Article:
The Australian Dental Association estimates up to 10,000 Australians go overseas each year in search of cheaper dental treatment. A growing number of patients have learned that they can save tens of thousands of dollars on dental treatment without foregoing on quality…and all of these services are just a short plane journey away.
“The last time I went exploring by motorbike through the jungle, I saw an elephant just walking down the road. An elephant!” says Michael Brown, 53, who lives in the Thai resort city of Hua Hin.
My day began in Little India, peering in doorways of crumbling colonial shophouses at sari sellers and stopping for a coffee at the Coliseum Hotel.
Lying at the heart of sunny Andalucia, Seville is one of southern Spain’s most beautiful cities. Waves of conquerors, from the Romans to the Moors, have left their stamp on its spectacular architecture. Thousands of tapas bars line the streets, and the warm Spanish sun nurtures parks full of palm trees. With such beauty all around, it’s easy to see what drew expats Karen and Rich McCann to Seville, where they now enjoy fine dining, a great social scene and terrific, inexpensive healthcare.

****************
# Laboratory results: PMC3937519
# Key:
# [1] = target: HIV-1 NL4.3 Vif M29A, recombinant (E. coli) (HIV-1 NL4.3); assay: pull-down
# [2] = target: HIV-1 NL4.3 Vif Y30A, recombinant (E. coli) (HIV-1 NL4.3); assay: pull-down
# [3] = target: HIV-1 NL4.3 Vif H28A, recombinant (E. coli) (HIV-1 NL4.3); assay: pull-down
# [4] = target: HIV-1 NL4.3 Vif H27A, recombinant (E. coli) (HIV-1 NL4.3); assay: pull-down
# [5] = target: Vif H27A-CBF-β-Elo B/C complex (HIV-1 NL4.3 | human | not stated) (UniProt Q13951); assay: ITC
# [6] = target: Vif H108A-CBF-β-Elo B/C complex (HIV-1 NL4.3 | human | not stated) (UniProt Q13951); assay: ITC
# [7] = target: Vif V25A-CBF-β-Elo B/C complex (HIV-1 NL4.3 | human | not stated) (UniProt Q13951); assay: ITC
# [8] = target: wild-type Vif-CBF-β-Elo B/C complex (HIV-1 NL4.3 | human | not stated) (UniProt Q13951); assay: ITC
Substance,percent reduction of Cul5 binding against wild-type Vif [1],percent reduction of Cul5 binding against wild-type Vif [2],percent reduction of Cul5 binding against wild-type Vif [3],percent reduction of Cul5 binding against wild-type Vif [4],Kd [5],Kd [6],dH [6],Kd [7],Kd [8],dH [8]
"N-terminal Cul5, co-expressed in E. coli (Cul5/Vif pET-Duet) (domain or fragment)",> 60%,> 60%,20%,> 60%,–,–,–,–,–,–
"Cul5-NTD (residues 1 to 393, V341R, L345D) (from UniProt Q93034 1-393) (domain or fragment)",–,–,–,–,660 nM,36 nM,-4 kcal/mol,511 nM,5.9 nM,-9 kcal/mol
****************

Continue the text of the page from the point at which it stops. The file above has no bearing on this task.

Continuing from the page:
We found Malaysia had many benefits that made it stand out. One of them, and it’s an important one as you get older, is healthcare. We are both sporty people, so good, affordable healthcare was top of the list. Here are four reasons why I love Malaysian healthcare.
When considering a place to retire abroad, there are many factors to keep in mind. The availability of good health and dental care, safety, climate, the price of real estate, the “vibe”… Costa Rica ticks all those boxes. It’s a naturally beautiful country to boot, with an established expat community and a stable government.
When I first came to Uruguay in 2006, I knew I’d found the place I wanted to live—just six months later, I’d changed my life around and moved to Uruguay. So what prompted such a big change? For starters, the culture of Uruguay is something special—the perfect blend of warmth and respect.
Kate and Howard Dixon, 66 and 70, jokingly speak of themselves as “economic refugees”. The couple recently traded in their beach life in Forster, New South Wales, for the scenic city of Chiang Mai, Thailand’s “Rose of the North”.